Tuesday, March 2, 2010


Last year, on a trip to the UK, we visited a country fair in Northumberland, way up in the north-east of England. For the past six hundred or so years there has been an annual Goose Fair in the tiny town of Ovingham (pronounced, we learned later, after having said it wrong several times – Uv-ing-jum).

Long ago, flocks of geese were herded to this place for sale, but the practice lapsed and on the day we attended, despite its name and history, there were just two token birds in a cage on one side of the fairground.

The small field was packed with families and colourful displays, and we felt a little as though we were bit-players in an episode of Midsomer Murders. If you’ve watched this UK murder mystery series, you’ll know that one often features and can be a pivotal part of the story-line.

This one in Ovingham had no murders though, for which we were grateful, but it did have all the quintessential elements of an English fair – Morris Dancing, dunking contests, coconut shies, donuts, chips, hoopla – and soaking rain!

Despite the latter, we did what the Brits do and just ignored the drizzle, taking shelter when it pounded down occasionally, and continued to happily squelch our way around.

Finally I found what I had hoped I would. In a far corner some ladies in spotless white mob caps were set up at a stand making singing hinnies, a traditional dish of the area. These dried fruit-studded flatbreads are delicious, and I was hooked at first bite. They have a toasty buttery flavour from contact with the pan, and sweet bursts of currants as you bite into them.

Singing Hinnies are a traditional currant griddle scone, and perhaps as a food they are not so unusual – but the name certainly is!

Evidently they were originally made long ago on flat iron griddles over open fires in all the area’s small country cottages. Children haven’t changed, and the tantalising smell would have had each mother’s many children clamouring for them.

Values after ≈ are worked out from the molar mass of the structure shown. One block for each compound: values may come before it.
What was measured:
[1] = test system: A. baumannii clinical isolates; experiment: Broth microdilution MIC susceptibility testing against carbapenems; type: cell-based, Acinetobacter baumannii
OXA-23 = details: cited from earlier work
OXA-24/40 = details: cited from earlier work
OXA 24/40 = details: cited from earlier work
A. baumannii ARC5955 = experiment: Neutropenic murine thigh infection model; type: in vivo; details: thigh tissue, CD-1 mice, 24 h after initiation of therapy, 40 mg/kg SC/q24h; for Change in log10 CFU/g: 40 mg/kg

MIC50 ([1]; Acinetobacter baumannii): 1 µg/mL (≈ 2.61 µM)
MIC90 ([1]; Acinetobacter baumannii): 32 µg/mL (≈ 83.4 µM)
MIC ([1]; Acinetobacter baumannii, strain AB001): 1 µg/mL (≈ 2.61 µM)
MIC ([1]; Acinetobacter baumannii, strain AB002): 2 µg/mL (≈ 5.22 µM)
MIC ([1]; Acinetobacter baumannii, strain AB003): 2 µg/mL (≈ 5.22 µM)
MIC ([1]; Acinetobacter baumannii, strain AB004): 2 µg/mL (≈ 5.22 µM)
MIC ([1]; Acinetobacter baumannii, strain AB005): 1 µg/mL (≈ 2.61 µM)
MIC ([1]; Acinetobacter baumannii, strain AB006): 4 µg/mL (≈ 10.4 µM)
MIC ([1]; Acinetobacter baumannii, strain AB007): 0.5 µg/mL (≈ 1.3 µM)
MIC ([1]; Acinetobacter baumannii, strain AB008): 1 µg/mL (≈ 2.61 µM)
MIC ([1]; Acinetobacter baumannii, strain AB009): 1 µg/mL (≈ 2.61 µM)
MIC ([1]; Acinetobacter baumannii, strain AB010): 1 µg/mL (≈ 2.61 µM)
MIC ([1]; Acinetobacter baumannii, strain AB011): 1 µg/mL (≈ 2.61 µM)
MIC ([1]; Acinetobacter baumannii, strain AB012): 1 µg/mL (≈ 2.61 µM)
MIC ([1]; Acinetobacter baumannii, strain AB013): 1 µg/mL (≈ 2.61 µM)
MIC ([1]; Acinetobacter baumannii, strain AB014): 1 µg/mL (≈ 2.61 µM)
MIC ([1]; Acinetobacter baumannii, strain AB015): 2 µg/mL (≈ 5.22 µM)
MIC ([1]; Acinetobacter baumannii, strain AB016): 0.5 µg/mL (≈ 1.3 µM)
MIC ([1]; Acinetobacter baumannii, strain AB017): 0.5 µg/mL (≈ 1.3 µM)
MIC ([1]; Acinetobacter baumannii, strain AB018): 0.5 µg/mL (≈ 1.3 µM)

‘Mother, when will they be ready? Can I have one now?’ one country mother was supposedly asked, so the legend goes.

’Not yet. They’re just singin’ hinnies,’ she patiently explained – hinnies being the local word for ‘honeys’, her Geordie endearment for them. By ‘singing’ she meant, of course the squeak and sizzle of the butter and cream as it melted from the batter onto the fiery plate.

These words somehow kept the waiting children quiet for the few moments until the next cake was ready to be scooped off, buttered quickly, cut into pieces and dropped into their eager hands.

So ‘singin’ hinnies’ they became – and here is how to make them from the recipe given out by those mobcapped ladies who were making them at the Ovingham Goose Fair.


If you don’t have an open fire and a griddle, make these in a heavy frypan on top of the stove. Some recipes also suggest adding sour cream to the liquids.

2 cups self-raising flour

75g butter

75g lard

110g currants (about 3/4 cup)

pinch salt

2 tablespoons milk mixed with water (more if needed)

oil or butter for the griddle

butter for spreading

Rub the fats into the flour, add salt, currants, and just enough milk and water to make a soft dough. Roll out into rounds on a floured surface and bake each one on both sides on a hot griddle until golden brown. Spread immediately with butter and cut into quarters, serving immediately.

Makes about four rounds. Double or triple the mixture depending on how many ‘hinnies’ you have!